Smart electricity will be standard in Europe in five years

26 Aug 2008

Smart electricity meters that will allow households to receive bills based on actual consumption will be available in one in three homes in Europe by 2013, new research suggests.

According to analyst firm Berg Insight, the installed base of smart electricity meters in Europe will grow at a compound annual growth rate of 15.6pc between 2008 and 2013 to reach 81.2 million.

This will mean that one in three households will receive electricity bills based on their actual consumption and gain immediate financial benefits from energy savings.

“Smart meters make a real difference in the energy sector,” said Tobias Ryberg, senior analyst, Berg Insight.

“Consumers gain control over surging energy costs, governments get chance to promote energy conservation and the energy industry players are able to become more efficient.”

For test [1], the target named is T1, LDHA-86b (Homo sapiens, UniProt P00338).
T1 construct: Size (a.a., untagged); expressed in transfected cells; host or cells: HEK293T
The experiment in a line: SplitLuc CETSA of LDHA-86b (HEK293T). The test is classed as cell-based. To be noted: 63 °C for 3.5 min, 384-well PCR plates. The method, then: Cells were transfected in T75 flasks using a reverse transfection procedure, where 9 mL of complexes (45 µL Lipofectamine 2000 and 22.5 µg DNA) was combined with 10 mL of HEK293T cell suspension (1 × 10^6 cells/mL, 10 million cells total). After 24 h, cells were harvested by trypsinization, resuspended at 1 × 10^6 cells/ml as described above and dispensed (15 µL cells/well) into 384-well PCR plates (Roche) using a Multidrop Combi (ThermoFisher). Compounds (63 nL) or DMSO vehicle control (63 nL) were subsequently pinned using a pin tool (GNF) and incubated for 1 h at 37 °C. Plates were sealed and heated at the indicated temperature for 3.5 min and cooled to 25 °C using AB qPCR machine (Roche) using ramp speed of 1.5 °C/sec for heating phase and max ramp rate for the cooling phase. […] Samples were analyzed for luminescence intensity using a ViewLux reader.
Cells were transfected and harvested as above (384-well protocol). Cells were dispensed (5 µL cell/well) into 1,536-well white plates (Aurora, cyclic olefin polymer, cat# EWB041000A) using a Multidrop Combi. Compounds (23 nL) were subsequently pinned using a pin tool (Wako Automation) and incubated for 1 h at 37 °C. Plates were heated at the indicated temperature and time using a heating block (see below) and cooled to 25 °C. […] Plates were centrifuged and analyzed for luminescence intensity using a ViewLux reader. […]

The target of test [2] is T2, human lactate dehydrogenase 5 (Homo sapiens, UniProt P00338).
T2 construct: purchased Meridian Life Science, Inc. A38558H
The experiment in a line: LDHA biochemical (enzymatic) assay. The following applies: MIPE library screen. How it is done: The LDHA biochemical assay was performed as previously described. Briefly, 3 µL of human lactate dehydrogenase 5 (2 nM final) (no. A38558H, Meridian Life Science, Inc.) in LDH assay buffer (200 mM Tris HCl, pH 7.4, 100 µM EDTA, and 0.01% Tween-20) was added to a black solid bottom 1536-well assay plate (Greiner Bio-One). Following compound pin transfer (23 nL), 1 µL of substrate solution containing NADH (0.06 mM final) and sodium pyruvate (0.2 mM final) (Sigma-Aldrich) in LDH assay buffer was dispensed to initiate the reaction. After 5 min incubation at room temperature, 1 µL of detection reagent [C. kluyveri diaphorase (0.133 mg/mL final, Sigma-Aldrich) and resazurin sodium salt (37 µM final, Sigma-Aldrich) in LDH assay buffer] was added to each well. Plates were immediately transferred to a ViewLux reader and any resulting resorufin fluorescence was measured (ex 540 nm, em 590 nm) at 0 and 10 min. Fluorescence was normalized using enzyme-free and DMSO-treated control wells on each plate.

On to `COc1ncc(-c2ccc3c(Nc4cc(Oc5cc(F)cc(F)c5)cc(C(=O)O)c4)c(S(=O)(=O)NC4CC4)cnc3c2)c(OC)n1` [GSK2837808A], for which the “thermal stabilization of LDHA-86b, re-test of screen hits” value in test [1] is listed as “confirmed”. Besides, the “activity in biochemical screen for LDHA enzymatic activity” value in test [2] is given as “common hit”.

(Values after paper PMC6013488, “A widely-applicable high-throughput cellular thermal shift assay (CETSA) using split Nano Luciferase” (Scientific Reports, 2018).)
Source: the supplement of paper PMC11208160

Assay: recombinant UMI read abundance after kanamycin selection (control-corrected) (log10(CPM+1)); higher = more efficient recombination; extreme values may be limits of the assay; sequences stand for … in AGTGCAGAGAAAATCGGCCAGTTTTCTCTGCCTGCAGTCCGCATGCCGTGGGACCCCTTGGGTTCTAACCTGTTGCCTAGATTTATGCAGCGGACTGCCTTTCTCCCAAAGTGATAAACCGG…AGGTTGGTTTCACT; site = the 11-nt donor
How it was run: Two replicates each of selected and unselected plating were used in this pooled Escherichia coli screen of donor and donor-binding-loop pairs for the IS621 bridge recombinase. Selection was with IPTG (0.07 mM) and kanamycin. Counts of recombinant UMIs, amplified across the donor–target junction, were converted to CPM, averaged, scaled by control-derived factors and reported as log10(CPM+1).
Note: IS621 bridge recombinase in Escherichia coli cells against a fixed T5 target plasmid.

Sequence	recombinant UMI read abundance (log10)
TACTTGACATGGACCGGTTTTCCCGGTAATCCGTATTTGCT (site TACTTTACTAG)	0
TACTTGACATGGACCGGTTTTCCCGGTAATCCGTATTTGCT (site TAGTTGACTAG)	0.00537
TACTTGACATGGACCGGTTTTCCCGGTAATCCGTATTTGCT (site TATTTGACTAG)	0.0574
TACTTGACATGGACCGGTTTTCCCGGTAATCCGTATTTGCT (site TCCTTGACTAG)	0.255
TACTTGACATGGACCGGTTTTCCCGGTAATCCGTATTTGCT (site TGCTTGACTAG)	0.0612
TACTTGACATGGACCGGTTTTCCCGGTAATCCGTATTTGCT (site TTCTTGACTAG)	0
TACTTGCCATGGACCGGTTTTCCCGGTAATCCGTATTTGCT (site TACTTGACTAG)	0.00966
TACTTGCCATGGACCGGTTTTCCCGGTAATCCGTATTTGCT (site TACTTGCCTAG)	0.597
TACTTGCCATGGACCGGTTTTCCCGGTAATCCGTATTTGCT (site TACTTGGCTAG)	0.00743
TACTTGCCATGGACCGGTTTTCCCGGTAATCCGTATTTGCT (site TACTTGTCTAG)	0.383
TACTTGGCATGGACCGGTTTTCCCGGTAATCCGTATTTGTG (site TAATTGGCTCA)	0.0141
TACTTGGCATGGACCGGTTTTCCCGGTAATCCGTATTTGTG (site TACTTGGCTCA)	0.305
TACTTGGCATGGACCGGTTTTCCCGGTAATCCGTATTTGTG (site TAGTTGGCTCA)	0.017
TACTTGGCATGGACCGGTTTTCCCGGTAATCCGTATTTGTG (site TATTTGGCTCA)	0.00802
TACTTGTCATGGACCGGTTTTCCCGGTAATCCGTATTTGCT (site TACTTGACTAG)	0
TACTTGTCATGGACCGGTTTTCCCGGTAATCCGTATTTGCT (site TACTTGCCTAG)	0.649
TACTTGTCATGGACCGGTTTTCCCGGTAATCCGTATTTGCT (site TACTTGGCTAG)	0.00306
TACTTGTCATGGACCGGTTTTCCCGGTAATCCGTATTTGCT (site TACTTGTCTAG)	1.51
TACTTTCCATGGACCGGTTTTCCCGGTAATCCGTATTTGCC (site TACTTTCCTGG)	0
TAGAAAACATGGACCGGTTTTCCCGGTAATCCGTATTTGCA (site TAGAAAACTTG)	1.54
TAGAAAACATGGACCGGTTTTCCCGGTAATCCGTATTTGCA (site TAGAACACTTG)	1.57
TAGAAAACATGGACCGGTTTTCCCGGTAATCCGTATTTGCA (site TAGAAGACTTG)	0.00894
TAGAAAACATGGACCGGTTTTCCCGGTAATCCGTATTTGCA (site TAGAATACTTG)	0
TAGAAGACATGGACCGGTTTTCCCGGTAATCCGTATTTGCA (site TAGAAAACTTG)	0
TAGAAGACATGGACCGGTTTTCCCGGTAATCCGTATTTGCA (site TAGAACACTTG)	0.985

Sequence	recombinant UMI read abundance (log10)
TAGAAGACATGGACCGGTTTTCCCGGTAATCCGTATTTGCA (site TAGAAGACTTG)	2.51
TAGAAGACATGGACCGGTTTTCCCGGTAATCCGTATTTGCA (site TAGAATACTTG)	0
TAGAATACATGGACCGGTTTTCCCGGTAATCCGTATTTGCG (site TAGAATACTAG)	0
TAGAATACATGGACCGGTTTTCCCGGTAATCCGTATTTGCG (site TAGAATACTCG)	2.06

After massive rollouts in Italy and the Nordic countries, the turn has now come to France, Spain and the Netherlands to receive smart electricity meters.

Berg Insight expects that new installations will reach a rate of 11 million units annually in these countries by 2013.

The prospects for Germany and the UK are more uncertain, according to Ryberg.

“Germany did not go all the way with the recent Energy and Climate Act. An unclear regulatory framework and uncertainty about the future threaten to further delay adoption of smart metering in the country,” he said.

When it comes to the UK, Ryberg is cautiously optimistic about the prospects for favourable legislation.

“If the British government is honest about its commitment to reducing carbon emissions it really has no other alternative than to push ahead with smart metering for all energy customers,” he said.

By John Kennedy

John Kennedy is a journalist who served as editor of Silicon Republic for 17 years